Perhaps more than any other principle, Hohl insisted that writing be driven only by necessity, not the desire to please the market. One of his notes reads, “The worst suffering is always associated with an achievement,” though I wonder if he refers here to private or public goal attainment, or both. Arbeit, the work, was all that mattered to him. The work, an exertion that includes keen perception, is also all that truly matters on the heights of Ascent.

[Published January 26, 2013. 96 pages, $$15.00 paperback original]

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In 2009, the Pentagon reported that the number of troops diagnosed as overweight or obese had more than doubled since the start of the Iraq occupation – from 2% to 5% of those deployed. I’m guessing that the story, which ran in newspapers globally, was the trigger for Life Form, Amélie Nothomb’s sly novella, the eighteenth of her twenty longer works of prose fiction. It was published as Une forme de vie in 2010.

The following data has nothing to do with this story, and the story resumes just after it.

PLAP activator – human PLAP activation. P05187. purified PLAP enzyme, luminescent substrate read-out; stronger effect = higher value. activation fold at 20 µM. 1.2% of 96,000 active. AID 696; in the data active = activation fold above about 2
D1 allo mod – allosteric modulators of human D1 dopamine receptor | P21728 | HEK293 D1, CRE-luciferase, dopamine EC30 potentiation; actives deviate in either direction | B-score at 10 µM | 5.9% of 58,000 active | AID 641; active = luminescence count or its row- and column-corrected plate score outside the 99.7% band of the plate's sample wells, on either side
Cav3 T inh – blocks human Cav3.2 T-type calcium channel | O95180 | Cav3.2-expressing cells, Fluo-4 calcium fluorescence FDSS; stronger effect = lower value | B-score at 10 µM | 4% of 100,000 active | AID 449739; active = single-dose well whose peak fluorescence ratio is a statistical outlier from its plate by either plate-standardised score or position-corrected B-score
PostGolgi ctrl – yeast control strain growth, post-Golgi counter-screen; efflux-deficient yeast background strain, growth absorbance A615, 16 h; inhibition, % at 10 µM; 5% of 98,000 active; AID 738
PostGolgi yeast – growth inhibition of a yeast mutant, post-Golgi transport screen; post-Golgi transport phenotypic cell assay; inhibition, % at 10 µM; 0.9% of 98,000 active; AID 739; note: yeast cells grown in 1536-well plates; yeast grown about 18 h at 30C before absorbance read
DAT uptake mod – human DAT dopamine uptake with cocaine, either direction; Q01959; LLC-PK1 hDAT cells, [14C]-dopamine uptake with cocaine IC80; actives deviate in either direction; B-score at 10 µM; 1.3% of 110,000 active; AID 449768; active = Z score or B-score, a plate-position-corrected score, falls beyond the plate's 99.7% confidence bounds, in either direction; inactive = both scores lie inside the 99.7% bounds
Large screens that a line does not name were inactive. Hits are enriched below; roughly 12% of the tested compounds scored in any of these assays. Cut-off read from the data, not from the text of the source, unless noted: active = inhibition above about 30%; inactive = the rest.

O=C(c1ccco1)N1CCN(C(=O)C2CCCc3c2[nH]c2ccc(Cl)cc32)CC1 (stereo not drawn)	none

NothombCoverB.jpegNarrated by a widely read novelist named Amélie Nothomb, the story traces her correspondence with an American who identifies himself as Melvin Mapple, an infantryman posted in Iraq. They exchange letters for about a year beginning in January, 2009. By March, after engaging Nothomb’s attention through his critical assessment of George Bush’s war, Mapple reveals the core anxiety that caused him to cultivate the empathy the novelist:

“I’m suffering from an illness that seems to be more and more common among the American troops in Iraq. Since the beginning of the conflict, the number of patients has doubled and is still growing. Under the Bush administration our pathology was kept hidden, because it was considered degrading for the image of the US Army. Since Obama, the newspapers have started talking about us … I am obese. And not by nature.”